BottleRock Woes Mount

The Napa City Council has taken up the saga of BottleRock, the California music, food and wine festival that debuted in May but has left a swath of unpaid bills, lawsuits and alleged rubber checks in its wake.

A bit of good news in the aftermath is that all of the artists have reportedly been paid in full. But many others – including 142 IATSE stagehands, vendors and production-related companies – still await a payday.

Also awaiting payment at press time are the City of Napa ($106,730) and Napa Valley Expo ($310,938), which hosted the festival, according to the Napa Valley Register. The paper estimates the festival’s outstanding debts have climbed to more than $2.5 million. BottleRock’s tab for city services including police, fire and public works staff was $369,518, and organizers did pay $262,789 to cover the application fee and 66 percent of estimated costs.

However, a final payment due date of July 12 came and went without reimbursement, according to the paper. At least four lawsuits have now been filed but one – filed by the father of one of the BottleRock cofounders – is expected to be withdrawn.

Emil “Corky” Meyers, the father of BottleRock organizer Gabe Meyers, filed suit in Napa County Superior Court July 10 claiming he was owed more than $100,000 for a last-minute loan to help cover expenses during the May 9-12 festival, almost $70,000 in other invoices, and $5,000 for a short-term cash loan.

The $100,000 loan is reportedly not due until Aug. 14, and while it wasn’t clear why Corky Meyers filed the claim, he’s told the Register it is in the process of being dismissed.

His attorney, Ronda Connor, confirmed to the paper that she was preparing to file the necessary paperwork. At least Meyers can’t be accused of piling on. Bauer’s Intelligent Transportation and NES West Security filed suit in June over nonpayment, and Landmark Event Staffing Services reportedly filed a complaint July 12, alleging breach of contract and fraud, among other claims, and seeks $166,164 plus punitive damages.

The fallout has reportedly moved beyond the civil courts and could end up in criminal court as well.

The Napa Police Department has received at least two complaints alleging bad checks were written by the BottleRock festival.

Police are said to be in the initial stages of investigating claims by food vendor Cajun Queen and NES West. Cajun Queen owner Hal Muskat told the Register that he applied to be a food vendor at BottleRock and paid a $3,000 deposit. However, when he wasn’t accepted as a vendor, the check written to reimburse his deposit was allegedly returned unpaid.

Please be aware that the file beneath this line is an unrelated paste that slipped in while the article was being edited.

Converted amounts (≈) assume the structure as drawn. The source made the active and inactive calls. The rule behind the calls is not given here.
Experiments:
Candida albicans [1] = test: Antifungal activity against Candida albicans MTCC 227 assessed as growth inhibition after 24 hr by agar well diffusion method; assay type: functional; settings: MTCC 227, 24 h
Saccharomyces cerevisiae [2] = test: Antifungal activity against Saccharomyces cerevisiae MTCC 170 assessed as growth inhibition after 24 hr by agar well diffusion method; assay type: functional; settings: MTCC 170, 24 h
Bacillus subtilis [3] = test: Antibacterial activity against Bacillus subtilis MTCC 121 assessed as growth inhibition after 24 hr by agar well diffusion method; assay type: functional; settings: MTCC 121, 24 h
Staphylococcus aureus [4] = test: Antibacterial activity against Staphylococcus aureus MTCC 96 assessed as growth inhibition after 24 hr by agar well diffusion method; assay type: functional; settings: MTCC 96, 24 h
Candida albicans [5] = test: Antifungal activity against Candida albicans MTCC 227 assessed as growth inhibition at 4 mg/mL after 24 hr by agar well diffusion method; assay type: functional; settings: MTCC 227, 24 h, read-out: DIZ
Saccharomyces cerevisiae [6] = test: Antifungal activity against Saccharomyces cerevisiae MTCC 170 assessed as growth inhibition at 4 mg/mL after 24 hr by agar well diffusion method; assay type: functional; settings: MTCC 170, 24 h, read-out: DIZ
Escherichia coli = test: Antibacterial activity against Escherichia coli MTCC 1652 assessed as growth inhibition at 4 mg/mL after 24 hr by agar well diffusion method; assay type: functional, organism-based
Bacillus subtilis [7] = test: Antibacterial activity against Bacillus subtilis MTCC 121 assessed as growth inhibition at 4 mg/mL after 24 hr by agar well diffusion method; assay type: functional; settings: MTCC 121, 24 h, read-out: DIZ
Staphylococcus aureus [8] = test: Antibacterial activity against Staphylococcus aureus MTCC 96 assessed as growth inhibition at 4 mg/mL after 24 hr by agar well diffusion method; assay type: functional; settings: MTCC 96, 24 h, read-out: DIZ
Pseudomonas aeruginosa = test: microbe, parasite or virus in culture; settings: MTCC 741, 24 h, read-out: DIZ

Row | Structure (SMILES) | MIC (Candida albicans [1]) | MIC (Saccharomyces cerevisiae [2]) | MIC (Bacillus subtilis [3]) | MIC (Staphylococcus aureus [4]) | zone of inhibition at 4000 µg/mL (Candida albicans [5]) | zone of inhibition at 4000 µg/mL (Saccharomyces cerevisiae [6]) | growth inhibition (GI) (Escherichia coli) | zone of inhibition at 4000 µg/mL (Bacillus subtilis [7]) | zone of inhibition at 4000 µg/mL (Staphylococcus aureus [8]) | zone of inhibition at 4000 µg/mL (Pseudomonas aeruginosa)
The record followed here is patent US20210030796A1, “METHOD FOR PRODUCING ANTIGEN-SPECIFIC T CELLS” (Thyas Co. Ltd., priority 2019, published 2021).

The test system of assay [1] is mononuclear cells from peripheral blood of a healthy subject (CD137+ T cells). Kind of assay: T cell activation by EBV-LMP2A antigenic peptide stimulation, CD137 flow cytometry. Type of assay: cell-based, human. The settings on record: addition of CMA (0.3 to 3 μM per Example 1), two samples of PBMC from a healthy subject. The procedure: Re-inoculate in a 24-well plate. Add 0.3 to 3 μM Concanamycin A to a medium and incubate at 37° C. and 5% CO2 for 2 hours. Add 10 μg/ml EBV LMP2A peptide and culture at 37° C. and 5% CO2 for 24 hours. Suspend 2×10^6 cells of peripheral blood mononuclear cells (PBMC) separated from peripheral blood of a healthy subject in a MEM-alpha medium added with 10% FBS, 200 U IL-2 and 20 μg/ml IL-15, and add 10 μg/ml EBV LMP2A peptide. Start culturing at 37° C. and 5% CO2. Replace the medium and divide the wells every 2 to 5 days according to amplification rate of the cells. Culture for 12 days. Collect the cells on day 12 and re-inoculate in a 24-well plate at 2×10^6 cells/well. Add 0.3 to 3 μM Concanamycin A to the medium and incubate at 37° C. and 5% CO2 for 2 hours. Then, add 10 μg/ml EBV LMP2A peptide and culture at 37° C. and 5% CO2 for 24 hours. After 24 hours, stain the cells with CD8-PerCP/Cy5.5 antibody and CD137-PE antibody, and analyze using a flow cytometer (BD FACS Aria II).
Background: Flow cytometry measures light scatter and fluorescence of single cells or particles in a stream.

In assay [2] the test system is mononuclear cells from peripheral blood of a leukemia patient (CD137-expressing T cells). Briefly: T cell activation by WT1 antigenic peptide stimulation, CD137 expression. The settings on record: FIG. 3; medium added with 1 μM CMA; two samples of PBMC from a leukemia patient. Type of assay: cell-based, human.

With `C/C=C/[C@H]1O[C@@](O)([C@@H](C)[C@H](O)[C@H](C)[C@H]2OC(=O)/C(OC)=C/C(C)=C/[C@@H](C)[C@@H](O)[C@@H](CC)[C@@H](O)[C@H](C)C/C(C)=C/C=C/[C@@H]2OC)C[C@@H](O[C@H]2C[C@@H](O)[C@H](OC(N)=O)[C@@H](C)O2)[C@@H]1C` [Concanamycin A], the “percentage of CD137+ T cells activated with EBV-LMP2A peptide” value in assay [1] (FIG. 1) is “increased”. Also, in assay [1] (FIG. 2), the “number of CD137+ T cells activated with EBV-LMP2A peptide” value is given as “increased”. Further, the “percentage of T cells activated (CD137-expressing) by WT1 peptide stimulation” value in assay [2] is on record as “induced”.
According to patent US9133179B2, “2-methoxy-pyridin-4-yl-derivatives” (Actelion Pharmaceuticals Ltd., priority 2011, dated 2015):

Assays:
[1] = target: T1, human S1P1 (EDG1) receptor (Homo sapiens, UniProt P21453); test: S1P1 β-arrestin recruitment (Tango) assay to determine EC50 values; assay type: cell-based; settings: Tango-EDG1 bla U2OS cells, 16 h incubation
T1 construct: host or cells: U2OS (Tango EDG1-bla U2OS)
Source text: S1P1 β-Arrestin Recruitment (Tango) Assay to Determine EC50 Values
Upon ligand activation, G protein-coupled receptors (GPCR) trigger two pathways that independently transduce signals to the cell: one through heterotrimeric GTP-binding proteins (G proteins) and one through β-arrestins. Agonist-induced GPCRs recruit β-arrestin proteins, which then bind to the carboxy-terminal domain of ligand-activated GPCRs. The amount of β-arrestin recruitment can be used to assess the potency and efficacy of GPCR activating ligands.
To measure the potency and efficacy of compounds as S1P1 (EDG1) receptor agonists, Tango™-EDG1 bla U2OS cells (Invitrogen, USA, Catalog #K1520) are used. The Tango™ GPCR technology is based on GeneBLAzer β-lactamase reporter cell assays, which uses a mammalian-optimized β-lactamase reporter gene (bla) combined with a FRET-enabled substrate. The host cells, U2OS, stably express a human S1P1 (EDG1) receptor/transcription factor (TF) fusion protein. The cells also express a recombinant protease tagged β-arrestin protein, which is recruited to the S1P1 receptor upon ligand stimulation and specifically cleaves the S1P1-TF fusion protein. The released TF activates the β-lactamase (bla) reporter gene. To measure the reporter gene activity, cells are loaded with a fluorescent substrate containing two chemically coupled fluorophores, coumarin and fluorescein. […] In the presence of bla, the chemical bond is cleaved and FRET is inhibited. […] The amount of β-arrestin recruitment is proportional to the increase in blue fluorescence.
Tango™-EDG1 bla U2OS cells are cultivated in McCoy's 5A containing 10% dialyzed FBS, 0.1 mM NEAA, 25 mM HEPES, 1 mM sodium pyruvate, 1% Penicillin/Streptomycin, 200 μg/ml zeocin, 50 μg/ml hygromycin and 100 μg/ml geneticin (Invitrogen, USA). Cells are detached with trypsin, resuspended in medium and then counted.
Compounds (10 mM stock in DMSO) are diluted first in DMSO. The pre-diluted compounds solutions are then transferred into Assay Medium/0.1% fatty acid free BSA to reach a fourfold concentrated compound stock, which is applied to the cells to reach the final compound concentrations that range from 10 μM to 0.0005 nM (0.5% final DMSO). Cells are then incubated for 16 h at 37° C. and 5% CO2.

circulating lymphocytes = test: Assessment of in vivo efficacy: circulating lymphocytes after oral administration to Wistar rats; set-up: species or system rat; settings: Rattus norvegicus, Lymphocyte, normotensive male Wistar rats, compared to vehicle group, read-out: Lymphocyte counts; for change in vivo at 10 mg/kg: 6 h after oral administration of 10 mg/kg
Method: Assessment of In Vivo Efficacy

NES West VP Christy Feener filed a police complaint after being given two checks – one on the festival’s opening day and the other two days later – which both bounced. Sources have told Pollstar that cofounders Bob Vogt and Gabe Meyers have approached deeper-pocketed concert promotion companies in an attempt to sell the festival. By press time, those all appeared to be dead in the water.

Vogt and Meyers continue to seek outside investment to at least get the bills paid.

“We have been working very hard and are very close to reaching an agreement to remedy our payables,” Meyers told the Register. “We’re hopefully very close to ending this saga and moving forward.”

In the meantime, the Napa City Council addressed BottleRock publicly for the first time – but not because of its tangled finances or even the money the city itself is owed. The council took a large chunk of its regular July 23 meeting to debrief on BottleRock’s effects on nearby neighborhoods and how to handle future large events at the Napa Valley Expo.

The council is still considering whether to contract for a future BottleRock, even though tickets for a 2014 festival are already on sale at north of $300 each.

The Expo, which is a fairground with State of California oversight, has not yet approved a contract to host a 2014 BottleRock. Much of the council discussion focused on improving communications with the Napa Valley Expo Board of Directors, its authority in limiting the number of days and events at the Expo, and mitigating traffic and noise around events.

Standards and guidelines were suggested by council staff to address the latter, including establishing maximum noise limits, discouraging use of helicopters, mitigating parking impacts and requirement of full payment in advance of estimated city costs prior to special events.